Anyone discussing OCD and halacha needs to find a qualified, competent rabbi in-person, as well as a mental-health professional.
Reviewing the laws of what actually poses a halachic problem for handwashing might help, depending on the level of one's problem. The entire practice today is a throwback to when ritual purity laws were applicable ... but this is ...
Birkot HaShachar can, according to the Magen Avraham (47:13), can be said as early as midnight, but I'm not sure if that's the general custom, because I've noticed that people usually wait until alot hashachar.
In general, the Shulchan Aruch (89:3) says that you can't perform anything for yourself, but doing things for the purposes of a mitzvah is ok. ...
Good try, but no, not that washing.
In the late Second Temple period, it became common practice for most Jews, even non-kohanim, to try to keep all food as non-tamei as possible, as if it were terumah or a sacrifice. (Terumah -- not just bread, but even wine or oil -- would require hand-washing before consumption.) Thus, they would wash before any vegetable-...
Rambam Hilchos Tumas Mais 1:15 says that one becomes Tamei when handling a non Jewish corpse. The only difference is that a non Jewish corpse does not make one Tamei in the same building.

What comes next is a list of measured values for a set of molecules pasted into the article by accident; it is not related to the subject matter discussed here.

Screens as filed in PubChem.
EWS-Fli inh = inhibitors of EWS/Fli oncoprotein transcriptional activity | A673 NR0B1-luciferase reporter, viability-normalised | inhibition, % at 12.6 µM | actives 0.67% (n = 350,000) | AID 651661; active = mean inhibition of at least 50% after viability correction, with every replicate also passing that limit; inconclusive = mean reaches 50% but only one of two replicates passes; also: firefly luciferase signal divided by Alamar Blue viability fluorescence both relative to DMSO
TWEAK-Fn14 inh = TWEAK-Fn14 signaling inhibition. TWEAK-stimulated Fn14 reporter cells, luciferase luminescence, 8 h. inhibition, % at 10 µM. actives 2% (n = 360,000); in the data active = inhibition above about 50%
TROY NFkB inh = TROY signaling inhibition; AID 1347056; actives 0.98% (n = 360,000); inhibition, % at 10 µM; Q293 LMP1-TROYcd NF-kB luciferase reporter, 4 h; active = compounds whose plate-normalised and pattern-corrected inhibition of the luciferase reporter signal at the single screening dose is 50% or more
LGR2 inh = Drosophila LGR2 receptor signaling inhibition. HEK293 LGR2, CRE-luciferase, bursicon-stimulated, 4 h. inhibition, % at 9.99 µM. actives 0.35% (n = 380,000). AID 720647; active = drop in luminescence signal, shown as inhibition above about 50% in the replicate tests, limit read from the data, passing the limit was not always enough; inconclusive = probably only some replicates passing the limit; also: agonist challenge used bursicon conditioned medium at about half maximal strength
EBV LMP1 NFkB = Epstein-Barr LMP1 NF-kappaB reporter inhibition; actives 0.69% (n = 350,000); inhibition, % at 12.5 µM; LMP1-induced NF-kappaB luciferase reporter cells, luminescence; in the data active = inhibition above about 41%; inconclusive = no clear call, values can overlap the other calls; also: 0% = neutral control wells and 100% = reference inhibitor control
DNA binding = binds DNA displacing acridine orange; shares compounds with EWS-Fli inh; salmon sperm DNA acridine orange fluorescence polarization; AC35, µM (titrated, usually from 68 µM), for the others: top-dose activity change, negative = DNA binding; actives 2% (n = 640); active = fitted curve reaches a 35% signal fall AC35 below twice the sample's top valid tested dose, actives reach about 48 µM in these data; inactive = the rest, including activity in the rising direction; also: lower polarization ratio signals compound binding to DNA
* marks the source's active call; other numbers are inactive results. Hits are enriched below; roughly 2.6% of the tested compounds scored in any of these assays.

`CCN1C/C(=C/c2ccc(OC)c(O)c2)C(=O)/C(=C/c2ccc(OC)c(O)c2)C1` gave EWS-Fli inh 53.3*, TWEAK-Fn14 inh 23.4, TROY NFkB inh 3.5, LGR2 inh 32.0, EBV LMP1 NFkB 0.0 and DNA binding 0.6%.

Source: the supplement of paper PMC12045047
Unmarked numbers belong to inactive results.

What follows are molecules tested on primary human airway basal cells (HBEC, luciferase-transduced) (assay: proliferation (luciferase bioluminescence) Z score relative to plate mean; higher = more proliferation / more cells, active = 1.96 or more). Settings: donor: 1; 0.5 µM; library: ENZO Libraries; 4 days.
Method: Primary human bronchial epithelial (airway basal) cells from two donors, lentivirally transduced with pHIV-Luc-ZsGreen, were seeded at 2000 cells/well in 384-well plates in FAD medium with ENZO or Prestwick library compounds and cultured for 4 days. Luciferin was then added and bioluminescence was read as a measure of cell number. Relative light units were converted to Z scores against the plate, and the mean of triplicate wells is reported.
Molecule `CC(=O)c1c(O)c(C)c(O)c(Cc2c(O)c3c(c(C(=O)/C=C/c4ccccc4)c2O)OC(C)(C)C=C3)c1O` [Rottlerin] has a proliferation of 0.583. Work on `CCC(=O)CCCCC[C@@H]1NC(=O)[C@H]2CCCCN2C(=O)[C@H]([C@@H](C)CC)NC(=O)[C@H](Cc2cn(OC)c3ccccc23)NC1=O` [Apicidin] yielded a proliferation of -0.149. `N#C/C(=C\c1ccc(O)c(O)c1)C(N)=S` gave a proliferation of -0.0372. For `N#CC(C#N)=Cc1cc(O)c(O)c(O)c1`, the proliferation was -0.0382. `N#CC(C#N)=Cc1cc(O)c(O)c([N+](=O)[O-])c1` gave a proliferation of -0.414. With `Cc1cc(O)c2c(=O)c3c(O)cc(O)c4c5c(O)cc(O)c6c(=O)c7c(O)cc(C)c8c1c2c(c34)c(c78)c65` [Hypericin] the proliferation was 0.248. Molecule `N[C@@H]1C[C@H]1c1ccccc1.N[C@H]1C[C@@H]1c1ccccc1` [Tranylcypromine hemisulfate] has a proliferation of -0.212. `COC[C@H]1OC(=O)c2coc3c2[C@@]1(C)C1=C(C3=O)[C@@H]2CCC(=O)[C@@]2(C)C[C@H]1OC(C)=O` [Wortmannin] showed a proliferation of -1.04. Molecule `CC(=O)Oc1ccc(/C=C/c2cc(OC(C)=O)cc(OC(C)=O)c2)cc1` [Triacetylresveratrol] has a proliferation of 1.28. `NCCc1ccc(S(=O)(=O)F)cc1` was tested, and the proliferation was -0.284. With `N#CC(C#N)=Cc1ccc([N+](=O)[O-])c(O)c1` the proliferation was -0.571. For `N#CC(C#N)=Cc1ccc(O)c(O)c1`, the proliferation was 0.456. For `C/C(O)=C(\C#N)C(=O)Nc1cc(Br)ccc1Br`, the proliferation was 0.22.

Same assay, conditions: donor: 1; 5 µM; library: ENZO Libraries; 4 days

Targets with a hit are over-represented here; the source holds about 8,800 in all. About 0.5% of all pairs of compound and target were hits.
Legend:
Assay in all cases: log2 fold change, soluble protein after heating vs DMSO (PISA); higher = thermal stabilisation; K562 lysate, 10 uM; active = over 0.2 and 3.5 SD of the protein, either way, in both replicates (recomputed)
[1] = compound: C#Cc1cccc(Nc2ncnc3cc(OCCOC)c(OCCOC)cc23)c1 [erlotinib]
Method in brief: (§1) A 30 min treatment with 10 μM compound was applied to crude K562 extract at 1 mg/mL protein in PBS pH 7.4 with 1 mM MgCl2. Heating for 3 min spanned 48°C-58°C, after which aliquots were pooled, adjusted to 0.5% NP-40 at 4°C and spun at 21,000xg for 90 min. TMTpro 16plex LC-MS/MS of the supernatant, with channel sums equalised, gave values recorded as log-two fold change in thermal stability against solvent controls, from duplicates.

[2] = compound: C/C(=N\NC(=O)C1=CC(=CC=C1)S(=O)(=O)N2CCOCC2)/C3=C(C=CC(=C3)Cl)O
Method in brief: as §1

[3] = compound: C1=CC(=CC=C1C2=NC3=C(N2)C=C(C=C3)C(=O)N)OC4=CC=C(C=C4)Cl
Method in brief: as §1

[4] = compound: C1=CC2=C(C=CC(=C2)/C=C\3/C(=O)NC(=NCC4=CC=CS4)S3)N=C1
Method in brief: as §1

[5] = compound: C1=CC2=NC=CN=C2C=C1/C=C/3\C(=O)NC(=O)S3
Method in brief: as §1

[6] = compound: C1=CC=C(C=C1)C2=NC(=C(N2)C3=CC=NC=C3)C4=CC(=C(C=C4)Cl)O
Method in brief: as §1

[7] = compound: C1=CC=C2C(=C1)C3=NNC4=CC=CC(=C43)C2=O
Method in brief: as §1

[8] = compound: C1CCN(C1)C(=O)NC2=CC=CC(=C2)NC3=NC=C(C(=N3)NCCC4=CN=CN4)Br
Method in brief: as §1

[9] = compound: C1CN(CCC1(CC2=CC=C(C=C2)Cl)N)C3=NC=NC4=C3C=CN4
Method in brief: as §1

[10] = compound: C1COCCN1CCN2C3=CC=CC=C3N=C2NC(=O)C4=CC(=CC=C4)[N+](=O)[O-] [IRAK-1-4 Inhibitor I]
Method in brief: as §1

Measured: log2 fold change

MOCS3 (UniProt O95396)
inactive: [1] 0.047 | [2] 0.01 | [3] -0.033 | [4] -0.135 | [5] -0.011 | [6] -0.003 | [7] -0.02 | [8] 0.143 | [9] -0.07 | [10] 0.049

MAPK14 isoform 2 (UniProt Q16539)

Nitei Gavriel in the name of the Elya Raba says this is done to remove Tumah.
A responsum of the Geonim (Sha'arei Teshuva 345) says they are obligated to say the morning blessings. The Arukh haShulchan rules this way as well (OC 70:1), as does R Pesach Eliyahu Falk (Machaze Eliyahu 13) interpreting the final ruling of the Mishna Berurah (70 sk 2) accordingly. Also ruling that women are obligated are Rs Eliezer Melamed, Ovadia Yosef (...
One can dip one’s hands into a body of water that would otherwise be suitable as a mikvah. One may wash with other liquids, if necessary, though without a Bracha. (Shulchan Aruch 160:12)
While disposable cups are not ideal, one can use them if that’s all one has. Likewise, one may use ...
In a Shul that I Davened there was such an issue and the Kohanim would go out prior to the beginning of the Chazaras Hashatz and have their hands washed and Chazaras Hashatz began when they came back into the Shul.
I was once in a different community where they installed a sink in the back of the Bais Medrash as they had this problem too.
From Din.org - ...
The hands must be dried very well after washing
. . .
The hands must be dried with a towel [or similar cloth], as the act of drying the hands helps to clean the hands properly.
Letting the hands dry on their own or via an electric air blower is
not L’Chatchilah. (See ...
A Geonic responsum (T'shuvos HaGeonim Shaarei Tzedek chelek 3 shaar 4 siman 20) cited by the Ritz Geius (Hil. Avel), the Ramban (Toras Haadam: Shaar Haavel; inyan hahaschala), the Ran (chiddushim to Moed Katan; dinei kvurah: aveilus uminhagim), and the Tur (YD 376) mentions a custom of washing ones hand after returning from a cemetery before entering ones ...
Given that you wash your hands in the kitchen, I have found that bringing a piece of bread in a sandwich bag is a useful method. That way, you can wash, make the bracha, make hamotzi and take a bite immediately before going to your desk. Some kitchen areas have a place to sit and have a bite (eat a kazayis) as well.
There is a video on The Laws Of Changing ...